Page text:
Somerton Park, Newport, Wales, UK
Somerton Park was a football, greyhound racing and speedway stadium in Newport, South Wales.
In April 1912 Newport County had been accepted to play in the Southern League for the 1912–13 season. Shortly afterwards, the site for the ground was obtained by the Club’s chairman Bert Moss.
The stadium was nearly sold for housing in June 1919, but it was bought and transferred to a committee of employees from the John Lysaght’s steel works. It remained the home of Newport County through many reformations until the club went bankrupt on 27 February 1989. County’s 77 years at the stadium had brought many highs and lows, the most notable being the Welsh Cup and Fourth Division promotion triumph in 1980 and the European Cup Winners’ Cup quarter-final appearance in 1981, but the final few years brought the trauma of two successive relegations which saw the club lose its Football League status after 68 years, and finally go out of business on 27 February 1989. County were members of the Football Conference that season but their bankruptcy saw them expelled from that league for being unable to fulfill their fixtures.
The club was again reformed within four months and began the 1989–90 season as a Hellenic League side. The new club’s first season was spent in Moreton-in-Marsh, followed by two seasons at Somerton Park, the next two seasons were played in Gloucester before finally settling at the newly built Newport Stadium for the 1994–95 season, where the club played their home matches until moving to Rodney Parade in 2012. By 1993 Somerton Park had finally been redeveloped as a housing estate.
The stadium’s record attendance was 24,268 for a Football League Third Division South match between County and arch-rivals Cardiff City on 16 October 1937.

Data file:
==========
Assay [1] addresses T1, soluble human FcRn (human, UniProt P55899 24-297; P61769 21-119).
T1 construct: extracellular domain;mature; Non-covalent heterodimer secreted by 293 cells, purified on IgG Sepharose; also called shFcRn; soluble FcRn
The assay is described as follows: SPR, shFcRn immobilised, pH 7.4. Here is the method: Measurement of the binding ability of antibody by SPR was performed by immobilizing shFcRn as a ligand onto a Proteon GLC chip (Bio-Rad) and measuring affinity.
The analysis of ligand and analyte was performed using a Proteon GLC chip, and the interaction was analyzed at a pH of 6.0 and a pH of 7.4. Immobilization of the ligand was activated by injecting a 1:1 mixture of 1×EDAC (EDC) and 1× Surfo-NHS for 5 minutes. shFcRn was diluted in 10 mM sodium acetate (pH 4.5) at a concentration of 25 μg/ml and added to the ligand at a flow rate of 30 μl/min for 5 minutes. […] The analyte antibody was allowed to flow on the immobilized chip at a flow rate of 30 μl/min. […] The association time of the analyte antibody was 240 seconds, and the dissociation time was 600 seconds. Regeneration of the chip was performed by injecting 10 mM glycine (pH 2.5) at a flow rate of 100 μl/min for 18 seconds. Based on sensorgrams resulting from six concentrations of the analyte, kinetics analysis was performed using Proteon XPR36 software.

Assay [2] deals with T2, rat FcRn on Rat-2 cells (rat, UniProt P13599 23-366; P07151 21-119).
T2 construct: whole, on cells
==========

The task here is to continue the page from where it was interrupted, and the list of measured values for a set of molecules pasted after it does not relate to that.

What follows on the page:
The stadium was home to the Newport Wasps speedway team between 1964 and 1977, attracting some the biggest names in the sport. The tight track meant that turf had to be brought on to make the corner flag area for football matches and removed once the match had finished.
Following the success of the greyhound racing at Cardiff Arms Park which opened in 1927, the Arms Park Greyhound Racing Company Limited decided to construct another track around the football pitch at Somerton Park. On 17 November 1932, the first greyhound meeting took place at the stadium.
The track was one of fifty affiliated to the |National Greyhound Racing Society (NGRS) in 1932 and would run under National Greyhound Racing Club. The same Arms Park greyhound trainers would also supply the greyhounds for the Somerton Park; the kennels of the trainers were based at nearby being kennelled at Cefn Mably.
The principal event was the Monmouthshire Stakes and the circumference of the track was 384 yards with small straights of 60 yards but wide sweeping bends. Race distances were 450, 600 and 640 yards and there was a glass fronted enclosure above the grandstand for viewing the racing.
The venue was popular and the management formed a close relationship with the football team for over thirty years. The twice-weekly meetings were held every Tuesday and Friday. During the early 1960s the venue began to experience lower attendances and by 1963 the decision was taken to close the track.
An attendance of just 700 gathered to witness the final night’s racing. The very last race resulted in a no race when the traps opened too soon and the greyhounds charged around the track without the hare. Len Davies, secretary at Somerton Park, told a local newspaper: “Some of the best dogs in the country have raced at Somerton Park. Perhaps the best of them all was Antarctica, a white bitch which set a track 450 yards record in a Somerton Stakes heat in 1958.